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Calculating the Diffusion Coefficients Use the PADIE code (Glauert and Horne, 2005) Requires Gaussian distribution –Peak power: I W –Peak of the Gaussian –Width of the Gaussian fmfm df

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Calculating the Diffusion Coefficients Use the PADIE code (Glauert and Horne, 2005) Requires Gaussian distribution –Peak power: I W –Peak of the Gaussian –Width of the Gaussian –Cut-off frequencies fmfm df

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Calculating the Diffusion Coefficients Use the PADIE code (Glauert and Horne, 2005) Requires Gaussian distribution –Peak power: I W –Peak of the Gaussian –Width of the Gaussian –Cut-off frequencies Model for plasma density fmfm df

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Calculating the Diffusion Coefficients Use the PADIE code (Glauert and Horne, 2005) Requires Gaussian distribution –Peak power: I W –Peak of the Gaussian –Width of the Gaussian –Cut-off frequencies Model for plasma density Ion composition fmfm df

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CRRES EMIC Wave Database Contains: Peak frequency f m Spectral width d f Peak intensity I 0 EMIC wave events binned by: L*, MLT, 5 magnetic activity levels Average intensities – Helium band Average intensities – Hydrogen band

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Modelling the Radiation Belts

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EMIC Diffusion Rates Pitch angle diffusion coefficient (s -1 )

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EMIC Diffusion Rates 1 MeV

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Combined EMIC and Chorus Diffusion Rates

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Electron flux: 100 day simulation – 90° 90° flux (cm -2 sr -1 s -1 keV -1 ) for 6MeV electrons With EMIC Without EMIC

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Electron flux: 100 day simulation – 90° 90° flux (cm -2 sr -1 s -1 keV -1 ) for 6MeV electrons With EMIC Without EMIC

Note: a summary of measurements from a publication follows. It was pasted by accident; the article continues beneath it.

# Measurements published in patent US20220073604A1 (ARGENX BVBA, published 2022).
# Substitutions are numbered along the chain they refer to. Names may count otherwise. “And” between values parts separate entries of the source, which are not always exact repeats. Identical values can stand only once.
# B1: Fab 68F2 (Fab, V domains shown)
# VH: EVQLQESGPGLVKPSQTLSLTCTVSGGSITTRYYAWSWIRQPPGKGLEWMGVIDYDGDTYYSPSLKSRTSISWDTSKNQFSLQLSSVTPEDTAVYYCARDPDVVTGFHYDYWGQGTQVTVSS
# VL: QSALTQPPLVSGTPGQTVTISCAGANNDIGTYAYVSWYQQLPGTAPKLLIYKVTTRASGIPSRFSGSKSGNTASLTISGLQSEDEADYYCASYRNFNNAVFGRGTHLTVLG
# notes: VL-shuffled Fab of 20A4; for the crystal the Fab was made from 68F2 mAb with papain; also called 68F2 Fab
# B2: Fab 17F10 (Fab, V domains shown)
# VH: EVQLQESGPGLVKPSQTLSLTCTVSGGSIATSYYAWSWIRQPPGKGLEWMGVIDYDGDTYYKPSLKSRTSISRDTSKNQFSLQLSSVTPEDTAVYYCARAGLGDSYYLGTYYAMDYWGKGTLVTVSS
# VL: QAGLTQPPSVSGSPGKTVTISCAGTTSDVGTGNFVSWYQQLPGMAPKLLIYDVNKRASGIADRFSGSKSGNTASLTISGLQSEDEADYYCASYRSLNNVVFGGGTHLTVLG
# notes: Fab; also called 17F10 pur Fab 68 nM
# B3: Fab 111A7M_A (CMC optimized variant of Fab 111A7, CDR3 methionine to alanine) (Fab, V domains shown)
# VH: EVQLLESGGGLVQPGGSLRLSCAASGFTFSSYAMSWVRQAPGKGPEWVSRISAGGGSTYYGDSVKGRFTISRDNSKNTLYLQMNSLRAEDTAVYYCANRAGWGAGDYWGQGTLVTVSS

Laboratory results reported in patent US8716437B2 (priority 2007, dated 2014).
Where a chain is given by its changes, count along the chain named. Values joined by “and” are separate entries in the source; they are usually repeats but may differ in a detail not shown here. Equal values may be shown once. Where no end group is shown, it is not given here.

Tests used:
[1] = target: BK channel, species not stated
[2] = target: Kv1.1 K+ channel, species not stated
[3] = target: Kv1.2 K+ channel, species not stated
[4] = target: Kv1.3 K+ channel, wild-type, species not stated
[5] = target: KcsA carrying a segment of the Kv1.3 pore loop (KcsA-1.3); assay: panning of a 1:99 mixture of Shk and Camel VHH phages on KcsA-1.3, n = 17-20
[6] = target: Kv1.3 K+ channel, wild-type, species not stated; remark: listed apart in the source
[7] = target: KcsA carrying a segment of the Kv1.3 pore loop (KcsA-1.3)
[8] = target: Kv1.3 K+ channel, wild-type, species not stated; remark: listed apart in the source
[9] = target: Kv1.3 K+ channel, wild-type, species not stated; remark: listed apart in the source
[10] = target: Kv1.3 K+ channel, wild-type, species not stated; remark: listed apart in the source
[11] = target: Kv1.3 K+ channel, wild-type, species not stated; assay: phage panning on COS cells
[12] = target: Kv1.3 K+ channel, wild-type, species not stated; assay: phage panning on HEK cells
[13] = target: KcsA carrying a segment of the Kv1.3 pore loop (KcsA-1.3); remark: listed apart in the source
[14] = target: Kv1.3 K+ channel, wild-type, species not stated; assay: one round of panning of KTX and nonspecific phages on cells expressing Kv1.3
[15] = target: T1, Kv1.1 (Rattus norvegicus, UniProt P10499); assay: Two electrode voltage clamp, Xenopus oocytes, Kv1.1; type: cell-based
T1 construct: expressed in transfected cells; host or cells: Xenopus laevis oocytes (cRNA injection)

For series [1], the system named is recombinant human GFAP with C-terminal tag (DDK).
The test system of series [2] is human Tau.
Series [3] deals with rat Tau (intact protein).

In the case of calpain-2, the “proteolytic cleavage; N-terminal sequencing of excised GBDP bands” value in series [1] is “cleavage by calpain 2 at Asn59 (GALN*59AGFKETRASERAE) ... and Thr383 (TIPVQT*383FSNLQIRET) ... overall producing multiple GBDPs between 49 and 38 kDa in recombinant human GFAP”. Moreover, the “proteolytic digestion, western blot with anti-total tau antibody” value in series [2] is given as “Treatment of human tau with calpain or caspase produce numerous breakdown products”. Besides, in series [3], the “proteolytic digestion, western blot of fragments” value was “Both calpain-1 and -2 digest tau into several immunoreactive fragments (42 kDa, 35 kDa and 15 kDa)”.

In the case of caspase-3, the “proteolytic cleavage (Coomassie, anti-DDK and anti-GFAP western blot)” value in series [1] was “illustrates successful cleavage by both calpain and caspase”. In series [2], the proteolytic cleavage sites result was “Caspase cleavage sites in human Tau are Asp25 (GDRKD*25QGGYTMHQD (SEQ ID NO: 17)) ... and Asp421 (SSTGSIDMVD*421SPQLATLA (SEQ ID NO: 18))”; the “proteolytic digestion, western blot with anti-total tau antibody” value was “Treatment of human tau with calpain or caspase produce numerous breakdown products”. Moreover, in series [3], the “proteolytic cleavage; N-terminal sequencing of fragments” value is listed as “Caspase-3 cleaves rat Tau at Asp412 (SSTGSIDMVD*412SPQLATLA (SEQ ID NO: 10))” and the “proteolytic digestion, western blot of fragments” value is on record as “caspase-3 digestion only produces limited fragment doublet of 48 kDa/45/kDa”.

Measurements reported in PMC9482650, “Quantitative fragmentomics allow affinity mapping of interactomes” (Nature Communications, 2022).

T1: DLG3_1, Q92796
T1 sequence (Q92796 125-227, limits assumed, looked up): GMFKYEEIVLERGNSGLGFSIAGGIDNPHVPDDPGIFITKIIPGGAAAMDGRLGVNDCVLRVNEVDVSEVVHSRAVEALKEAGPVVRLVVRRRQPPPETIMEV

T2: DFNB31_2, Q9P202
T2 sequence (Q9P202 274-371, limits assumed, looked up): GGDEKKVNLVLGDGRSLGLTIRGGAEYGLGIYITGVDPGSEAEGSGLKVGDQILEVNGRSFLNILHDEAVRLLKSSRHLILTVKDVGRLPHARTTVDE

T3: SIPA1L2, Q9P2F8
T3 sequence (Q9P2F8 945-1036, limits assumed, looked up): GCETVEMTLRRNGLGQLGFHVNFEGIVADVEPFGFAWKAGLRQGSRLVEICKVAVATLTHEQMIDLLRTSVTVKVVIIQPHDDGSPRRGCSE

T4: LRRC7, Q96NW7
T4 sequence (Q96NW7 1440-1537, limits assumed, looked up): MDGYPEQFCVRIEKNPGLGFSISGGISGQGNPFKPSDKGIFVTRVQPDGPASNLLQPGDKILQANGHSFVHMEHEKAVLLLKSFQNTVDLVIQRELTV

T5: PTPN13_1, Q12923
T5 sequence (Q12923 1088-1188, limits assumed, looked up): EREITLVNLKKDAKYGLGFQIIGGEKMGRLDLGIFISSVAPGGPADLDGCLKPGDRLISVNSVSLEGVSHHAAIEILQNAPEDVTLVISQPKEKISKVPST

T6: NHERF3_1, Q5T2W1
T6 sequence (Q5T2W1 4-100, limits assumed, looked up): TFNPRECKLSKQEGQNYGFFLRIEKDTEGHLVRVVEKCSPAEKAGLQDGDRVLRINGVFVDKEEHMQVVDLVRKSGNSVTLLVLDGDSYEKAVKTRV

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Electron flux: 100 day simulation – 45° 45° flux (cm -2 sr -1 s -1 keV -1 ) for 6MeV electrons With EMIC Without EMIC

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Electron flux: 100 day simulation – 45° 45° flux (cm -2 sr -1 s -1 keV -1 ) for 6MeV electrons With EMIC Without EMIC

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Pitch-angle distribution: 1 MeV

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Pitch-angle distribution: 6 MeV

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Pitch-angle distribution: 10 MeV

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Conclusions EMIC waves lead to significant losses at pitch-angles < 60° EMIC waves are effective at scattering electrons for E > 2MeV There is no significant energy diffusion EMIC waves will result in a peaked particle distribution for 70° < α < 90° Therefore, we suggest: Looking for particle distributions peaked near 90° and E > 2MeV in Van Allen Probes data

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Acknowledgements The research leading to these results has received funding from the European Union Seventh Framework Programme (FP7/2007-2013) under grant agreements number 262468 (SPACECAST) and number 284520 (MAARBLE), and is also supported in part by the UK Natural Environment Research Council

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Wave parameters ParameterHydrogen band wavesHelium band waves f m /f cH 0.40.15 df/f cH 0.02 f lc /f cH 0.360.11 f uc /f cH 0.440.19 XmXm 0.0 ΔXΔXtan 15° X cut 2 ΔX Resonances-10 ≤ n ≤ 10 f pe /f ce 10.0 Ion composition94% H + 5% He + 1% O +